Comparative genomic analysis revealed a gene for monoglucosyldiacylglycerol synthase, an enzyme for photosynthetic membrane lipid synthesis in cyanobacteria

Graduate School for Bioscience and Biotechnology , Tokyo Institute of Technology, Yokohama 226-8501, Japan.
Plant physiology (Impact Factor: 6.84). 08/2006; 141(3):1120-7. DOI: 10.1104/pp.106.082859
Source: PubMed


Cyanobacteria have a thylakoid lipid composition very similar to that of plant chloroplasts, yet cyanobacteria are proposed to synthesize monogalactosyldiacylglycerol (MGDG), a major membrane polar lipid in photosynthetic membranes, by a different pathway. In addition, plant MGDG synthase has been cloned, but no ortholog has been reported in cyanobacterial genomes. We report here identification of the gene for monoglucosyldiacylglycerol (MGlcDG) synthase, which catalyzes the first step of galactolipid synthesis in cyanobacteria. Using comparative genomic analysis, candidates for the gene were selected based on the criteria that the enzyme activity is conserved between two species of cyanobacteria (unicellular [Synechocystis sp. PCC 6803] and filamentous [Anabaena sp. PCC 7120]), and we assumed three characteristics of the enzyme; namely, it harbors a glycosyltransferase motif, falls into a category of genes with unknown function, and shares significant similarity in amino acid sequence between these two cyanobacteria. By a motif search of all genes of Synechocystis, BLAST searches, and similarity searches between these two cyanobacteria, we identified four candidates for the enzyme that have all the characteristics we predicted. When expressed in Escherichia coli, one of the Synechocystis candidate proteins showed MGlcDG synthase activity in a UDP-glucose-dependent manner. The ortholog in Anabaena also showed the same activity. The enzyme was predicted to require a divalent cation for its activity, and this was confirmed by biochemical analysis. The MGlcDG synthase and the plant MGDG synthase shared low similarity, supporting the presumption that cyanobacteria and plants utilize different pathways to synthesize MGDG.

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Available from: Yuki Nakamura, May 04, 2015
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    • "It is important to note that in cyanobacteria, MGDG is not synthesized by a homolog of MGDG synthases, but after a two-step process [127]. In cyanobacteria, MGlcDG is synthesized by transfer of a glucosyl residue from a UDP-Glc donor to a DAG acceptor [128]. The glucosyl "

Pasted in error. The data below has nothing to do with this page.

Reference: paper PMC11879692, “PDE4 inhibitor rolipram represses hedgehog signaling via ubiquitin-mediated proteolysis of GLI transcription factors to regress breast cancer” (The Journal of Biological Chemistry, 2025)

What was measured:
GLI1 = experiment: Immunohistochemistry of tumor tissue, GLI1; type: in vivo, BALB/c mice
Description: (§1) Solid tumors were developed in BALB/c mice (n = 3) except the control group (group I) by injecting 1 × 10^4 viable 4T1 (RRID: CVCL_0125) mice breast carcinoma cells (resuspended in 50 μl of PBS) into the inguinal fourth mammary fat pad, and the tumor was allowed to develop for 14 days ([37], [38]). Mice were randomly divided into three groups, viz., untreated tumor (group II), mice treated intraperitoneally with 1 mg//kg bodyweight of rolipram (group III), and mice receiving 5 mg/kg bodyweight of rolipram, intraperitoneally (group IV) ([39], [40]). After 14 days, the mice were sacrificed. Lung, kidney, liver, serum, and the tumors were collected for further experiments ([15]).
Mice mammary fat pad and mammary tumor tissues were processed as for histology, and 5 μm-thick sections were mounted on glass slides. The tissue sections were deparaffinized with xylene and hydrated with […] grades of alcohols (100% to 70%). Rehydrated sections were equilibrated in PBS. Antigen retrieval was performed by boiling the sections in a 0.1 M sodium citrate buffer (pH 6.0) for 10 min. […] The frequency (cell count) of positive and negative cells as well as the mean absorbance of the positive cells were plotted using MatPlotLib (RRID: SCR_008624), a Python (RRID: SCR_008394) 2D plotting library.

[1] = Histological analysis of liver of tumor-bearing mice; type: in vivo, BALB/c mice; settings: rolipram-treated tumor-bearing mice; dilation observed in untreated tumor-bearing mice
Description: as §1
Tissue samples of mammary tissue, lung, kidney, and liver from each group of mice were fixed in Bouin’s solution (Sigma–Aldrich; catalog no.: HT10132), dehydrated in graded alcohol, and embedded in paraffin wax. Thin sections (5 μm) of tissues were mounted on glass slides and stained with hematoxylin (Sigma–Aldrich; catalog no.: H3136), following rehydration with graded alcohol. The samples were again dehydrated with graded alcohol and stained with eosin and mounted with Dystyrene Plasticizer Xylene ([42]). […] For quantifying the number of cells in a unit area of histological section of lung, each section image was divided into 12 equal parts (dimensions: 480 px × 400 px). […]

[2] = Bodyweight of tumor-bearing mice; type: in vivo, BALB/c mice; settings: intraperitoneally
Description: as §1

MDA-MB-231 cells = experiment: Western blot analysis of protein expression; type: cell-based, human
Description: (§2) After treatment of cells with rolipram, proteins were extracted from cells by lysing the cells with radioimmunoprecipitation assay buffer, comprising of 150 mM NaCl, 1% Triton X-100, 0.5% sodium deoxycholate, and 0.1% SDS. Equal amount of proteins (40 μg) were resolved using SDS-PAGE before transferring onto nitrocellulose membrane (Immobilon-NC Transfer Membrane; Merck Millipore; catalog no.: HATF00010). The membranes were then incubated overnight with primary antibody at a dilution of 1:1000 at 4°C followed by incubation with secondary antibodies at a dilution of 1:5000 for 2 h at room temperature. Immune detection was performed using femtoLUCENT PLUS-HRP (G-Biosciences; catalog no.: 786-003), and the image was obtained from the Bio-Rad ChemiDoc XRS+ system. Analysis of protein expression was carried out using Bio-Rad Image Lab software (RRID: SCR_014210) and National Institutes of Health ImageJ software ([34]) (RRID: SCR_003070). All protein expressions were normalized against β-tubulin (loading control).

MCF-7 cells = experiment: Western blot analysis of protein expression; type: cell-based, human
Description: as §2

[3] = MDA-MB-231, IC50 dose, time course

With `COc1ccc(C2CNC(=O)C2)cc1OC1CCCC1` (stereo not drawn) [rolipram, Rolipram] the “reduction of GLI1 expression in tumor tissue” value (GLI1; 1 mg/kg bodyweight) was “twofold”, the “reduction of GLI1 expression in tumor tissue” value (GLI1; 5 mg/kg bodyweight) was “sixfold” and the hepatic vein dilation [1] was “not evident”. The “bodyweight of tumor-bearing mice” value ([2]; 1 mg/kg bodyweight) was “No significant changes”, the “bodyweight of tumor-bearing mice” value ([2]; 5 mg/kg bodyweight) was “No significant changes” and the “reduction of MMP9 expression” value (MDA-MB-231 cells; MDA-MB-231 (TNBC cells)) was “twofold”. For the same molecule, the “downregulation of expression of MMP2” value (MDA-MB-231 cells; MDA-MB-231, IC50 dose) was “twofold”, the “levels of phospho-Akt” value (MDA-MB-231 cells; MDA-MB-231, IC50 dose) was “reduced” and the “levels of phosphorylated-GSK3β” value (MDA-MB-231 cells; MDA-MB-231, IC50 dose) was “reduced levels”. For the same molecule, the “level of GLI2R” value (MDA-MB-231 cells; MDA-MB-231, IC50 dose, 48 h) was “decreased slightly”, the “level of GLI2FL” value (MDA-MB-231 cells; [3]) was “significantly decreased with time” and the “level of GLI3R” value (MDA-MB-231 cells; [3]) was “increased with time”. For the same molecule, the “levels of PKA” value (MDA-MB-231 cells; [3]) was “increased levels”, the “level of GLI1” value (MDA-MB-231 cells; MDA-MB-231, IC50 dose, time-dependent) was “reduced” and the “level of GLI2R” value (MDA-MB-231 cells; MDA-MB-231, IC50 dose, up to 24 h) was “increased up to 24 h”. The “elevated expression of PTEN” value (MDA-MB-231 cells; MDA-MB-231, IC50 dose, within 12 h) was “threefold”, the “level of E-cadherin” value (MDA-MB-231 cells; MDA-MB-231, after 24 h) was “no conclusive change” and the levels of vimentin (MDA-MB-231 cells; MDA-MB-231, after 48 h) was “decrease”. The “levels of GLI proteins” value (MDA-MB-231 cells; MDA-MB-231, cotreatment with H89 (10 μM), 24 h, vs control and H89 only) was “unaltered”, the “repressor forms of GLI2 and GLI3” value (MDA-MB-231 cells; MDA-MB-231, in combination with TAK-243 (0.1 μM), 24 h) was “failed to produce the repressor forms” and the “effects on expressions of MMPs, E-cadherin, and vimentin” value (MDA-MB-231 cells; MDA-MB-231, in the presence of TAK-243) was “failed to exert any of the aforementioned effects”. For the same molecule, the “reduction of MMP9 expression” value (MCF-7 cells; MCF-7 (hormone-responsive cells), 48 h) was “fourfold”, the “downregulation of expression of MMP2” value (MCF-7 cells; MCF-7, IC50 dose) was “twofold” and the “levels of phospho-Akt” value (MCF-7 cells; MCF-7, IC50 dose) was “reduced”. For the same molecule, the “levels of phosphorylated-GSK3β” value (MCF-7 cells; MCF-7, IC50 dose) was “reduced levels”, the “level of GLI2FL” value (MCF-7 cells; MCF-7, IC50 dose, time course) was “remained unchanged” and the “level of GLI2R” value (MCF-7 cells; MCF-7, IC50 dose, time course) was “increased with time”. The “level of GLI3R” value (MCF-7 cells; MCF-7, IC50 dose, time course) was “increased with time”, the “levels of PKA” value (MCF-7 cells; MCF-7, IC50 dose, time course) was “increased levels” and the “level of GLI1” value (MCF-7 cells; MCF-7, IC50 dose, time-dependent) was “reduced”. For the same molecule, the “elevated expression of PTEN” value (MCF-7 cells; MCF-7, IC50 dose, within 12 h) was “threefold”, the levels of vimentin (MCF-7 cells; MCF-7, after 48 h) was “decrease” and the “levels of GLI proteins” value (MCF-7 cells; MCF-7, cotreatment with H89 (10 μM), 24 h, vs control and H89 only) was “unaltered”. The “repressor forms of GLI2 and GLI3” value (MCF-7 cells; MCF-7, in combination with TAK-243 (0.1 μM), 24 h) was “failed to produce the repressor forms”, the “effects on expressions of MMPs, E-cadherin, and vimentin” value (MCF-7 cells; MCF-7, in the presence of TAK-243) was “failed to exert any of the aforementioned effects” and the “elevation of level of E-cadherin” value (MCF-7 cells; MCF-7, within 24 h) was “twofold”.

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    ABSTRACT: Glycerolipids constituting the matrix of photosynthetic membranes, from cyanobacteria to chloroplasts of eukaryotic cells, comprise monogalactosyldiacylglycerol, digalactosyldiacylglycerol, sulfoquinovosyldiacylglycerol and phosphatidylglycerol. This review covers our current knowledge on the structural and functional features of these lipids in various cellular models, from prokaryotes to eukaryotes. Their relative proportions in thylakoid membranes result from highly regulated and compartmentalized metabolic pathways, with a cooperation, in the case of eukaryotes, of non plastidic compartments. This review also focuses on the role of each of these thylakoid glycerolipids in stabilizing protein complexes of the photosynthetic machinery, which might be one of the reasons for their fascinating conservation in the course of evolution. This article is part of a Special Issue entitled: Dynamic and ultrastructure of bioenergetic membranes and their components.
    Biochimica et Biophysica Acta 04/2014; 1837(4):470-480. DOI:10.1016/j.bbabio.2013.09.007 · 4.66 Impact Factor
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    • "First, an as yet unknown MGS-type enzyme located exclusively in the TM, may be responsible for the high activity observed there. As previously mentioned, deletion of the sll1377 gene is lethal to Synechocystis [15] so such an enzyme, if it exists is unable to compensate for the loss of MgdA under these circumstances. "